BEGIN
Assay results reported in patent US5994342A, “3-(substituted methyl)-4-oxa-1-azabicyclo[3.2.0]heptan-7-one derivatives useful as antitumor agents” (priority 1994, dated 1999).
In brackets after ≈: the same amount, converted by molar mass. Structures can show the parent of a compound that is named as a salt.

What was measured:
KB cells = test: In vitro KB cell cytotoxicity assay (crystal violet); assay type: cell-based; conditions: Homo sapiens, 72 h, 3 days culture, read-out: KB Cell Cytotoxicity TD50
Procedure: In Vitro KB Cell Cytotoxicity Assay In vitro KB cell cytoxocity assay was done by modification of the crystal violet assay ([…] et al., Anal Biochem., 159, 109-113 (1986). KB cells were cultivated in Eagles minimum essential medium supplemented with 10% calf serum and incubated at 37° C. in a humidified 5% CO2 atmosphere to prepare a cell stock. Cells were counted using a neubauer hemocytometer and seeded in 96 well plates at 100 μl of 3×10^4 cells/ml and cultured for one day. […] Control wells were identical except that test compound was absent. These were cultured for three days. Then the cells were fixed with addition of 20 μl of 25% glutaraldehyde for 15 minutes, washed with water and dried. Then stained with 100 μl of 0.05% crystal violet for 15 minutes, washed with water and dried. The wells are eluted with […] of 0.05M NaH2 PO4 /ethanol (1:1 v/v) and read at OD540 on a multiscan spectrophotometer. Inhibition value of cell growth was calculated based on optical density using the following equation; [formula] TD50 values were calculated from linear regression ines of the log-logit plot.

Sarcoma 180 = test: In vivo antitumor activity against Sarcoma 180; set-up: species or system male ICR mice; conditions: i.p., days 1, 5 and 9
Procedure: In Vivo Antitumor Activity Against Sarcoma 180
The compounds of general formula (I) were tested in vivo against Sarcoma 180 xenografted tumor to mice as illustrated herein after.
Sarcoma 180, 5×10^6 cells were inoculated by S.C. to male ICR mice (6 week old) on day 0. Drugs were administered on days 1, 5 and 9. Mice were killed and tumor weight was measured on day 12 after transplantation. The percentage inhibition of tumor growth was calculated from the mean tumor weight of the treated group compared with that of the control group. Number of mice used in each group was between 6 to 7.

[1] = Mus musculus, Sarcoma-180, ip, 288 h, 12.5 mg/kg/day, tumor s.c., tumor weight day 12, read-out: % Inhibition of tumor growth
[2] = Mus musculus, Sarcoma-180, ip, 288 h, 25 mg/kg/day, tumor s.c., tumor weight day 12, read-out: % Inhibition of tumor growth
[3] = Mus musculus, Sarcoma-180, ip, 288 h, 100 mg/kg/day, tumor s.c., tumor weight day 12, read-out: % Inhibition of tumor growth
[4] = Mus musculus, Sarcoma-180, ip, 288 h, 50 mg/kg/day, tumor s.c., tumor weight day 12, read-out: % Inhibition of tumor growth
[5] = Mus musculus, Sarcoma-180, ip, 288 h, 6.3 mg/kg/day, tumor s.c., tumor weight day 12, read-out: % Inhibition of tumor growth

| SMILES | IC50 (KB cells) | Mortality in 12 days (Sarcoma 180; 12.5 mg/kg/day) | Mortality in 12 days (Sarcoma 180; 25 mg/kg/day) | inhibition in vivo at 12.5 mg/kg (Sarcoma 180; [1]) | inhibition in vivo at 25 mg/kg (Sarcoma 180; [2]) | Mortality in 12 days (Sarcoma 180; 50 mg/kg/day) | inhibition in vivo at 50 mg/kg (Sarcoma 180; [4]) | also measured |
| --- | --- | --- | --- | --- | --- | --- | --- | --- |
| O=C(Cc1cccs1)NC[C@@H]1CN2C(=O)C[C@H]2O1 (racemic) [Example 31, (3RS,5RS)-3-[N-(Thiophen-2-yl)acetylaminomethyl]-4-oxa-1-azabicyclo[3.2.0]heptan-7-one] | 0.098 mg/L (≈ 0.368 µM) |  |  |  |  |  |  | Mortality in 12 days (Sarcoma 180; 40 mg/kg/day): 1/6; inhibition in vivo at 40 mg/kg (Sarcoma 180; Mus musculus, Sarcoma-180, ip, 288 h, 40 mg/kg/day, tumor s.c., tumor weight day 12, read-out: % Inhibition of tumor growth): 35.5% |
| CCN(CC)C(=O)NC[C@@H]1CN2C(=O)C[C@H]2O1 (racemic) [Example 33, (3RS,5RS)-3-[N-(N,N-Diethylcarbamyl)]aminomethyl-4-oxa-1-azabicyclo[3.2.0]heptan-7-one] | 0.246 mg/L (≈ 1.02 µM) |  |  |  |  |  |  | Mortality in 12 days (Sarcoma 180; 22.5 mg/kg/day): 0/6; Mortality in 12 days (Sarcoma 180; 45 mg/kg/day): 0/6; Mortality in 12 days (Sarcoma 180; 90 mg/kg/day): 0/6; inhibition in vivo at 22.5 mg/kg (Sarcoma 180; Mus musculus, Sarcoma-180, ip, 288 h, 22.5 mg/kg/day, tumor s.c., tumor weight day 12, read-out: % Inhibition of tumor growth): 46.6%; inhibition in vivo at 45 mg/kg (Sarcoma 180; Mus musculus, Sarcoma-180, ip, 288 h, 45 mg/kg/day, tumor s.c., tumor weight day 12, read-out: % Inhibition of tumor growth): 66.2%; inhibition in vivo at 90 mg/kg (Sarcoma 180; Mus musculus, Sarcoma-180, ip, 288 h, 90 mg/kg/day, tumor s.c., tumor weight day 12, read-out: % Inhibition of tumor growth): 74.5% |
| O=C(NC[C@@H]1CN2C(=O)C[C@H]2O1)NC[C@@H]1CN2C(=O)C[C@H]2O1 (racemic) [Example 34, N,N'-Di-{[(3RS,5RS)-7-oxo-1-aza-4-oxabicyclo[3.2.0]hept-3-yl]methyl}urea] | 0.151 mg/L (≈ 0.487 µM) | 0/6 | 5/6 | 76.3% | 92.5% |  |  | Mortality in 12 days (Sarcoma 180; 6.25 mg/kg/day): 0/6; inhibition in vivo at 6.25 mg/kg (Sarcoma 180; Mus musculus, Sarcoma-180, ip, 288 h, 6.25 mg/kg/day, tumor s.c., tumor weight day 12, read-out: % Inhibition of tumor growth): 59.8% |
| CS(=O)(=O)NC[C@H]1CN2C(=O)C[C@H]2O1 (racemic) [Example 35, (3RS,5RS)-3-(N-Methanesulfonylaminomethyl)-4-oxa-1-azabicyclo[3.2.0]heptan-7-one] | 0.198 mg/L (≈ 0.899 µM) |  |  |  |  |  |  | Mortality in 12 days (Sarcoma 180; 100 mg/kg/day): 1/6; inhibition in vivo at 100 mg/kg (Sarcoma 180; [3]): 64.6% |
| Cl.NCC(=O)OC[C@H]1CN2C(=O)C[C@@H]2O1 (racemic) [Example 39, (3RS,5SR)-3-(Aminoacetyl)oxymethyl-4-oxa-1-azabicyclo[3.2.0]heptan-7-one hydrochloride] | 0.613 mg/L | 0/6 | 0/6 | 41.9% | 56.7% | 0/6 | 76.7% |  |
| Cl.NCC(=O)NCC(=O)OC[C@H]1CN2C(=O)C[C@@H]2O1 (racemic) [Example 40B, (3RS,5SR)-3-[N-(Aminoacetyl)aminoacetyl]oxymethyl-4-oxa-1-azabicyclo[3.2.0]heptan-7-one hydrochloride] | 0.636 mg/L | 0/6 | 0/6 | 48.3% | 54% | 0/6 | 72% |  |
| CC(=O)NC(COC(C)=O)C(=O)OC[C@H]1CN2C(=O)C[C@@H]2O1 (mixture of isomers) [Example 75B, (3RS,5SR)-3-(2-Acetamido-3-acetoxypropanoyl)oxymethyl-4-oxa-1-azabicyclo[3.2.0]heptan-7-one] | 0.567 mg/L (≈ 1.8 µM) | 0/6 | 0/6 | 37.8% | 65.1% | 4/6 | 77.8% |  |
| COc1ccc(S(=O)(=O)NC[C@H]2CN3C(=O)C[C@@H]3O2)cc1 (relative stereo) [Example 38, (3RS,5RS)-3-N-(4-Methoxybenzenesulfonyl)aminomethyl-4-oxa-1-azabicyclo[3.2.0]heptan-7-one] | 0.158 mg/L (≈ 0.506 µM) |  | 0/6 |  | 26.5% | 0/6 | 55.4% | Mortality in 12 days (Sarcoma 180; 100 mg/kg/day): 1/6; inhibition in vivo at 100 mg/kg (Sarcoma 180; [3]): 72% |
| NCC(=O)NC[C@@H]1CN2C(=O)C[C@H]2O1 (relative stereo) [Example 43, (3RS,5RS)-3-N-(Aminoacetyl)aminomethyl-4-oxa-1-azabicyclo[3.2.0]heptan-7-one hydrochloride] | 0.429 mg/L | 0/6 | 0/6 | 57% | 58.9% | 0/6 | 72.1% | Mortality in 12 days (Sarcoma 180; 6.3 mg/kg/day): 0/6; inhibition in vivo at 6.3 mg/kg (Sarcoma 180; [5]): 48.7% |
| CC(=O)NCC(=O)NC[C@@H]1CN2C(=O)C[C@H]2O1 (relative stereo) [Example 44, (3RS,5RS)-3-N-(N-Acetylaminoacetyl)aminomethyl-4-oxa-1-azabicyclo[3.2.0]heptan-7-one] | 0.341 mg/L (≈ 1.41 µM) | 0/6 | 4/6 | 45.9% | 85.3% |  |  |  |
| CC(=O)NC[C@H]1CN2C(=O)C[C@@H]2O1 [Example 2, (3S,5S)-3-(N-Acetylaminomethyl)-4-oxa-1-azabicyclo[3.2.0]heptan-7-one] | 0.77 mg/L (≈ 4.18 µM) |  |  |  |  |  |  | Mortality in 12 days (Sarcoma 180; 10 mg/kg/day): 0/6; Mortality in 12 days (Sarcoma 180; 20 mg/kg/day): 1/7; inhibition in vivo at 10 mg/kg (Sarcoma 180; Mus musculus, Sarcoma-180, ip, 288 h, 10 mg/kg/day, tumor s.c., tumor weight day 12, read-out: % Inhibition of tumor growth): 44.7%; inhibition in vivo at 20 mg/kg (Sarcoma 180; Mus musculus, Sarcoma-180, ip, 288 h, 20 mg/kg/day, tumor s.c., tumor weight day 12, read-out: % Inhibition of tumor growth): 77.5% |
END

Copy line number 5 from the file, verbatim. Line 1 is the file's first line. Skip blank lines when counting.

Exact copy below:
Procedure: In Vitro KB Cell Cytotoxicity Assay In vitro KB cell cytoxocity assay was done by modification of the crystal violet assay ([…] et al., Anal Biochem., 159, 109-113 (1986). KB cells were cultivated in Eagles minimum essential medium supplemented with 10% calf serum and incubated at 37° C. in a humidified 5% CO2 atmosphere to prepare a cell stock. Cells were counted using a neubauer hemocytometer and seeded in 96 well plates at 100 μl of 3×10^4 cells/ml and cultured for one day. […] Control wells were identical except that test compound was absent. These were cultured for three days. Then the cells were fixed with addition of 20 μl of 25% glutaraldehyde for 15 minutes, washed with water and dried. Then stained with 100 μl of 0.05% crystal violet for 15 minutes, washed with water and dried. The wells are eluted with […] of 0.05M NaH2 PO4 /ethanol (1:1 v/v) and read at OD540 on a multiscan spectrophotometer. Inhibition value of cell growth was calculated based on optical density using the following equation; [formula] TD50 values were calculated from linear regression ines of the log-logit plot.